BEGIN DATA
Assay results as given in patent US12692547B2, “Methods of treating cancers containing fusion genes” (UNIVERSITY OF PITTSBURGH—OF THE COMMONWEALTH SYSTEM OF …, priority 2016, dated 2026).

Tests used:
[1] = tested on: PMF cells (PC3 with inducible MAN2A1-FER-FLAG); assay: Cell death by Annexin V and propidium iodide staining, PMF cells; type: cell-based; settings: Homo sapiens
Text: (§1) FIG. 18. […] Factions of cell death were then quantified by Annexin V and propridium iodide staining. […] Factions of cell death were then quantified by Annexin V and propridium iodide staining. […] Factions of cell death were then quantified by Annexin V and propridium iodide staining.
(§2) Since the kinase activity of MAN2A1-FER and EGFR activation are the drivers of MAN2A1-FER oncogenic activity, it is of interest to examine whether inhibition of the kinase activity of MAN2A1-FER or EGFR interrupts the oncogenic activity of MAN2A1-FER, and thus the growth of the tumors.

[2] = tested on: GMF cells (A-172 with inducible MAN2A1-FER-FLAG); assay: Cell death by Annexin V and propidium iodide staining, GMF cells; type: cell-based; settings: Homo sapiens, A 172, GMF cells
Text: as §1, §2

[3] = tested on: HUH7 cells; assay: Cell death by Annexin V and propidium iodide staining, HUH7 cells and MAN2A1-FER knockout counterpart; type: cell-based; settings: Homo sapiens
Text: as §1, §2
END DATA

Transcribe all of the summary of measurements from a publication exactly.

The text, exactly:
Assay results as given in patent US12692547B2, “Methods of treating cancers containing fusion genes” (UNIVERSITY OF PITTSBURGH—OF THE COMMONWEALTH SYSTEM OF …, priority 2016, dated 2026).

Tests used:
[1] = tested on: PMF cells (PC3 with inducible MAN2A1-FER-FLAG); assay: Cell death by Annexin V and propidium iodide staining, PMF cells; type: cell-based; settings: Homo sapiens
Text: (§1) FIG. 18. […] Factions of cell death were then quantified by Annexin V and propridium iodide staining. […] Factions of cell death were then quantified by Annexin V and propridium iodide staining. […] Factions of cell death were then quantified by Annexin V and propridium iodide staining.
(§2) Since the kinase activity of MAN2A1-FER and EGFR activation are the drivers of MAN2A1-FER oncogenic activity, it is of interest to examine whether inhibition of the kinase activity of MAN2A1-FER or EGFR interrupts the oncogenic activity of MAN2A1-FER, and thus the growth of the tumors.

[2] = tested on: GMF cells (A-172 with inducible MAN2A1-FER-FLAG); assay: Cell death by Annexin V and propidium iodide staining, GMF cells; type: cell-based; settings: Homo sapiens, A 172, GMF cells
Text: as §1, §2

[3] = tested on: HUH7 cells; assay: Cell death by Annexin V and propidium iodide staining, HUH7 cells and MAN2A1-FER knockout counterpart; type: cell-based; settings: Homo sapiens
Text: as §1, §2